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Irish Mainland Covid-19 Cases Reach 2,631 Today.

The Department of Health in the Republic of Ireland has confirmed a further 1,392 new cases of Covid-19 over the past 24 hours.

The number of people in our hospitals with the virus now stands at 288; down 2 based on yesterday’s figures. Of those hospitalised, the number of people being treated in intensive care now stands at 73 patients; up 6 on yesterday’s total.

According to Ireland’s Covid-19 Data Hub one area with the lowest Irish incidence rate is Newport, Local Electoral Area in Co Tipperary with just 25 new cases over the past 14 days, between August 31st – September 13th.
Using the same time frame, cases in the other 7 local Local Electoral Area (LEA) within Tipperary are confirmed as follows: –
RoscreaTemplemore 27; Cahir 40; Nenagh 50; Carrick on Suir 65; Thurles 67; Cashel Tipperary 81, and Clonmel 139.

From next Monday September 20th employees within the Irish Republic will be able to attend their places of work once again, but for specific business requirements only; however, a third of employers feel their organisations are not ready for staff to return fully to the workplace.

Meanwhile in Northern Ireland, their Department of Health has confirmed a further 1,239 cases over the past 24 hours; while, sadly, a further 10 deaths have been recorded.

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Covid-19 Cases Reach 2,484 Today On Irish Mainland.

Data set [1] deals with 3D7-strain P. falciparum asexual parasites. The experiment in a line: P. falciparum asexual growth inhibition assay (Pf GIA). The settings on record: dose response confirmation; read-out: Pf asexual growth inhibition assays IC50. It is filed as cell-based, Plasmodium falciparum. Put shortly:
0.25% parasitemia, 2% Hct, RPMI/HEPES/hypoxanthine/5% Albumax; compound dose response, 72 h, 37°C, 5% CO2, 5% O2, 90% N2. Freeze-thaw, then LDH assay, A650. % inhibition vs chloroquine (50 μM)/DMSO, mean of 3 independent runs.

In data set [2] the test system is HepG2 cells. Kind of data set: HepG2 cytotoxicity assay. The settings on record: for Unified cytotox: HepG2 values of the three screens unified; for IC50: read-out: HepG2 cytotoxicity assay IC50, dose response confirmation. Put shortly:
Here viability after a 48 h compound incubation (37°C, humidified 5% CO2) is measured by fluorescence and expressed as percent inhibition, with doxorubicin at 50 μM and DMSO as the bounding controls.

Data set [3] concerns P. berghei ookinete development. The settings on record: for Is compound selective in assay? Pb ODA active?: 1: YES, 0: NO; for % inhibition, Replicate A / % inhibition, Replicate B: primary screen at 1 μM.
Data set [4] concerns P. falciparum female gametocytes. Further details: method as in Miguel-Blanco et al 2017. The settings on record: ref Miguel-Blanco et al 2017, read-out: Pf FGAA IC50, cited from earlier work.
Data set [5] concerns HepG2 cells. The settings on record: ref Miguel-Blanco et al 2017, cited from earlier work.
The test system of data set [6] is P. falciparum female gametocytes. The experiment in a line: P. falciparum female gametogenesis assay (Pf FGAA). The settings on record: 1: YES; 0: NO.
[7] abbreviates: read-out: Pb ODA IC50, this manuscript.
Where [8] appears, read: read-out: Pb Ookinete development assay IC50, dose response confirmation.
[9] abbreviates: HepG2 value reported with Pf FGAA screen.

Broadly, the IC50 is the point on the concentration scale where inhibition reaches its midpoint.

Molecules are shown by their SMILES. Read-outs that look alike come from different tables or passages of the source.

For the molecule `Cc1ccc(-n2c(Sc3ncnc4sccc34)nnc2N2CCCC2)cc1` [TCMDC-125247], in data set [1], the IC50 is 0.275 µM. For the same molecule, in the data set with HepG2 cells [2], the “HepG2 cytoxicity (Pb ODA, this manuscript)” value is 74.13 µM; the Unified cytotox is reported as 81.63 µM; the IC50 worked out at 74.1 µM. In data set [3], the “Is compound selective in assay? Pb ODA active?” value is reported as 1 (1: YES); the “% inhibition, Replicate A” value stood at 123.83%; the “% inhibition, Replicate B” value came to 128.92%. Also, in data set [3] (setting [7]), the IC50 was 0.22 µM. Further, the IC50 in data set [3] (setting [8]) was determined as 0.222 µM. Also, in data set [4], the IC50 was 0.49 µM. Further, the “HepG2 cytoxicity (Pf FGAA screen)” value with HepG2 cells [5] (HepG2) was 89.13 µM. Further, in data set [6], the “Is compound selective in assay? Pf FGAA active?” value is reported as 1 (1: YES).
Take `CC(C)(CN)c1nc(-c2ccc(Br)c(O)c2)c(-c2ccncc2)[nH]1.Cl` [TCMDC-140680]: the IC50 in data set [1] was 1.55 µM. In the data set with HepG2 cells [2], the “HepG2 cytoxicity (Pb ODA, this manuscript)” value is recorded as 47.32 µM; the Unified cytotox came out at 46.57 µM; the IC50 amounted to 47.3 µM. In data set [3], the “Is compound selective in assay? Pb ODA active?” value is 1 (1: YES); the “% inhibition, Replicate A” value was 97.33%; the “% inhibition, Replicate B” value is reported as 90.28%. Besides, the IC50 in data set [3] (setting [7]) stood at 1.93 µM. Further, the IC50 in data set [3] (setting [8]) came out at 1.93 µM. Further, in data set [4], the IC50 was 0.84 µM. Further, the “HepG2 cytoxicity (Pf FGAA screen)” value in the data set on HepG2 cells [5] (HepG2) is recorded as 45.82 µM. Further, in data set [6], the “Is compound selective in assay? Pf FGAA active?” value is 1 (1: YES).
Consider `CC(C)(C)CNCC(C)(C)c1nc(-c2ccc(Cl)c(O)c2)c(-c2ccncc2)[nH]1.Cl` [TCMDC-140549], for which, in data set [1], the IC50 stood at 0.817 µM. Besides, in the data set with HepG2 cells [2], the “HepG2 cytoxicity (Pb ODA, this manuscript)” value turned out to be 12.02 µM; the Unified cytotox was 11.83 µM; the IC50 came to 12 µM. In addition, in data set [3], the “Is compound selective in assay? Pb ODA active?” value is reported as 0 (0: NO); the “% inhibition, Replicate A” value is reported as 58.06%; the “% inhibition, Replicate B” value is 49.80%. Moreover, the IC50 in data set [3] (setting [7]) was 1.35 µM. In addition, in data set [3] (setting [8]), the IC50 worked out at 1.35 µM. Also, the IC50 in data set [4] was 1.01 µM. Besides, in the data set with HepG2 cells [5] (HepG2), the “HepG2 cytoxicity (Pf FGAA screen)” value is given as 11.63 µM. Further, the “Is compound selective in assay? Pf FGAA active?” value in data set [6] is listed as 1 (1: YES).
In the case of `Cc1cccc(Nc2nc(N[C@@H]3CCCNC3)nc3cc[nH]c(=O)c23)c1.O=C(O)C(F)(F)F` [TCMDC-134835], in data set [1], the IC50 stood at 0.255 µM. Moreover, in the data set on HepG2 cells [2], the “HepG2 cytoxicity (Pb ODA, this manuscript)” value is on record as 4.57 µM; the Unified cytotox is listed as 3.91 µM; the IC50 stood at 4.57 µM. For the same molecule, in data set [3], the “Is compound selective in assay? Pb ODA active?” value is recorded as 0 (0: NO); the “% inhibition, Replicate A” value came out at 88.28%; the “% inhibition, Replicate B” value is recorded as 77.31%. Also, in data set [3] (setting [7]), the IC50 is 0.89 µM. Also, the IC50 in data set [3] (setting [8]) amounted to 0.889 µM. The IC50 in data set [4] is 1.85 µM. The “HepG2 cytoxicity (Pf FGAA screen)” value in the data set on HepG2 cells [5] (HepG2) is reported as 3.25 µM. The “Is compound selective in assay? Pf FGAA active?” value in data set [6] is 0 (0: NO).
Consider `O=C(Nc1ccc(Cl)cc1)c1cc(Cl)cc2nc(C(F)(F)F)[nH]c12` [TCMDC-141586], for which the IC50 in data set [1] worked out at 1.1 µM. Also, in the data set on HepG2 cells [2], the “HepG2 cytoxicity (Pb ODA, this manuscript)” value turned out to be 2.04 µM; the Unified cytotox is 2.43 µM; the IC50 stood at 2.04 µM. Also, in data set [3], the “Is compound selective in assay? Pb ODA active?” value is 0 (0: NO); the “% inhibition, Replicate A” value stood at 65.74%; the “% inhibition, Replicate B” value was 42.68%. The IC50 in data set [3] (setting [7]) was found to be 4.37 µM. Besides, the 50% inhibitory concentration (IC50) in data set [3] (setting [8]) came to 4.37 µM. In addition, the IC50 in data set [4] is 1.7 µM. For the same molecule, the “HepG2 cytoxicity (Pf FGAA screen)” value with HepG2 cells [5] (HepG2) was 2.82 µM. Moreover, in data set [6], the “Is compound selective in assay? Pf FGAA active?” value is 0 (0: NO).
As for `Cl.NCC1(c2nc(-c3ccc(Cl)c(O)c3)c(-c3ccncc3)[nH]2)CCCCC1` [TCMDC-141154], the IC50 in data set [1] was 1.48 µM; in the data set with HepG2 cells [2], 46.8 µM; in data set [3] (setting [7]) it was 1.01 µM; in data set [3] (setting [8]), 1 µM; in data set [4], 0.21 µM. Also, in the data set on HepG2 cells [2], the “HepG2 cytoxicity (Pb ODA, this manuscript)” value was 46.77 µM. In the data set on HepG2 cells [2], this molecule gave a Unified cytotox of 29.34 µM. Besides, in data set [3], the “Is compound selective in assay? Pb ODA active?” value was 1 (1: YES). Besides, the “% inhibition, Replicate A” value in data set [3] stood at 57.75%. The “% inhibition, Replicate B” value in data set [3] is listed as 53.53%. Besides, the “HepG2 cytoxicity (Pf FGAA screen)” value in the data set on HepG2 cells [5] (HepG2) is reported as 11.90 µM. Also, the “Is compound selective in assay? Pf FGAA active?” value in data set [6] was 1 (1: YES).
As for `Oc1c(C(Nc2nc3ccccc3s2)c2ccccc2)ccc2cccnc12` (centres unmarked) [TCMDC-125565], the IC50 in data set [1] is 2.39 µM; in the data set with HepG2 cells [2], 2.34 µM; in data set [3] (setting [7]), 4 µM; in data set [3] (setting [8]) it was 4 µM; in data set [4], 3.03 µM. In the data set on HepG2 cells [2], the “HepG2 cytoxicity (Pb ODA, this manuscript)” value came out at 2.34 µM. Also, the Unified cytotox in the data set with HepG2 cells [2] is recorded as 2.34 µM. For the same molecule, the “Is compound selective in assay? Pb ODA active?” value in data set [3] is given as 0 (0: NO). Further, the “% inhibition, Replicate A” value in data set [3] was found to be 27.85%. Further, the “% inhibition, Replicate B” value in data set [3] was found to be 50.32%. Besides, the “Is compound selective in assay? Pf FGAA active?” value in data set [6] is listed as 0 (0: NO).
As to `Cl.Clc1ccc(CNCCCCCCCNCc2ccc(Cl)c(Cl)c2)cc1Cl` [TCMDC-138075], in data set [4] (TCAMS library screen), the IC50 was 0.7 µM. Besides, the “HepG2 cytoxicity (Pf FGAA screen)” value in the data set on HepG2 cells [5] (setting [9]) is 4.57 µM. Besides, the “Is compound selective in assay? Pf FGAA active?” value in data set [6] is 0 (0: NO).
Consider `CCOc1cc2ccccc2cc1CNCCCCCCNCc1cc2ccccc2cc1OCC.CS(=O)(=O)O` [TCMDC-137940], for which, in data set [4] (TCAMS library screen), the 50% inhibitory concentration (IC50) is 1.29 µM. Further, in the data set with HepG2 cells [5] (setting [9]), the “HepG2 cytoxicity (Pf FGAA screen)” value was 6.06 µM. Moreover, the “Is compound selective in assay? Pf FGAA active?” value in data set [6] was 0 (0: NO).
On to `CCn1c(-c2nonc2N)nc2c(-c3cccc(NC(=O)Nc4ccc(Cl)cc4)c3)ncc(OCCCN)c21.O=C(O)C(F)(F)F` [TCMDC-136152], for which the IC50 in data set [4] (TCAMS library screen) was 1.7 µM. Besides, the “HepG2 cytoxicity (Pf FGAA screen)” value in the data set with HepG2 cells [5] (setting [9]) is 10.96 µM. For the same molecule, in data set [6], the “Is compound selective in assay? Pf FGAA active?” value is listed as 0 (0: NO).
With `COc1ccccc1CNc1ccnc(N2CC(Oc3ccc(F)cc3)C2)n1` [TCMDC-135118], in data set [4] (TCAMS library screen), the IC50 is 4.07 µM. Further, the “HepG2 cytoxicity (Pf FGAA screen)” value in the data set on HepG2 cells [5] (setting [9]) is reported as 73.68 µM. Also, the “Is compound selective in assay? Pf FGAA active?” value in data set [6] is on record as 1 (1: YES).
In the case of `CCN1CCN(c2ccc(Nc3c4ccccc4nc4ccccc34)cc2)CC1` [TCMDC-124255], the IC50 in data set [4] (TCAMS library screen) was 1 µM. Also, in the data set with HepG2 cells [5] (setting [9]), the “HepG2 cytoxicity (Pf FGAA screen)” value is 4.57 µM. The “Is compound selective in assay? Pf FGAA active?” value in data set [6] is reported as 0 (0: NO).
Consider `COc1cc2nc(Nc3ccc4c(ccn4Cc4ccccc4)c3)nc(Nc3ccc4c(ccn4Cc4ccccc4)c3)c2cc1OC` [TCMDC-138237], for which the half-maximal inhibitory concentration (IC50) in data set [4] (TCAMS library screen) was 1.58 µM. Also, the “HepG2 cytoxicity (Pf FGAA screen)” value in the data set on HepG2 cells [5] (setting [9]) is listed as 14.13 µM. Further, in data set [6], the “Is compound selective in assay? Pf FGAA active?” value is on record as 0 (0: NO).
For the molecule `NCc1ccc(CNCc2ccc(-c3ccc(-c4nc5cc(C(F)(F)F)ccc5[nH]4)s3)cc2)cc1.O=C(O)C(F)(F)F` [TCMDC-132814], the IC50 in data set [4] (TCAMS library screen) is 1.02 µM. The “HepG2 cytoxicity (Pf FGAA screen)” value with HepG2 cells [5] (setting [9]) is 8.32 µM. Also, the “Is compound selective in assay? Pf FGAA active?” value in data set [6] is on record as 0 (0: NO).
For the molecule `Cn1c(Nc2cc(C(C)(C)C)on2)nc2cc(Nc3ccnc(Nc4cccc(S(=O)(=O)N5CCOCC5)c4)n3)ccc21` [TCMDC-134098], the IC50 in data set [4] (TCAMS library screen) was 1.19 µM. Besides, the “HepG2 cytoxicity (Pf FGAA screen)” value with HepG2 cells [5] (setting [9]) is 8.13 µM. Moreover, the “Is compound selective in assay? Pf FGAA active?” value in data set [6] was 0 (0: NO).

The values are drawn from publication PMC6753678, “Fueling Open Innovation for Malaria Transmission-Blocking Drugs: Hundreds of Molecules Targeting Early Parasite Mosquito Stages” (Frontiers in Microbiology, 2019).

The Department of Health has confirmed 1,413 new cases of Covid-19 over the past 24 hours here in the Republic of Ireland.

There are 290 people in our hospitals who have tested positive for the disease, down 2 since yesterday. Of these, the number receiving treatment in our intensive care units has increased by two, rising to 67 patients.

In Northern Ireland, their Department of Health have confirmed 1,071 new infections over the past 24 hours, together with, sadly, 5 further Covid-related deaths.

The National Public Health Emergency Team (NPHET) has recommended that the Government proceeds with its plan for a further lifting of restrictions from next Monday, Sept 20th. The requirement for children who are deemed to be close contacts of a confirmed Covid-19 case to be tested and to restrict their movements may also cease as at the end of September.

Abroad.
In France, thousands of health workers have been suspended without pay for failing to get vaccinated against Covid-19 ahead of a deadline this week.

In Greece, unvaccinated employees in the private and public sectors have had to be tested at their own expense once or twice a week, depending on their profession.

Vaccination continues to offer the best protection against the most severe effects of COVID-19, including hospitalisation and death.

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Covid-19 Cases Number 2,771 Today On Irish Mainland.

The Department of Health has confirmed 1,181 new coronavirus cases here in the Republic of Ireland in the past 24 hours.

The number of people being treated for the virus in our hospitals is 309, some 60 of whom are in intensive care units; latter ICU figure an increase of two on yesterday’s reported number.

In Northern Ireland, their Department of Health has reported 1,590 new cases of Covid-19 over the same period, with sadly a further 7 deaths.

Chief Medical Officer, Dr. Tony Holohan has stated that he will inform TDs and Senators tomorrow that he cannot fully rule out the future possibility of the reintroduction of restrictions in the future.

He will warn elected representatives that the Delta variant of the virus will probably continue to circulate extensively over the coming months.

Vaccination continues to offer the best protection against the most severe effects of COVID-19, including hospitalisation and death.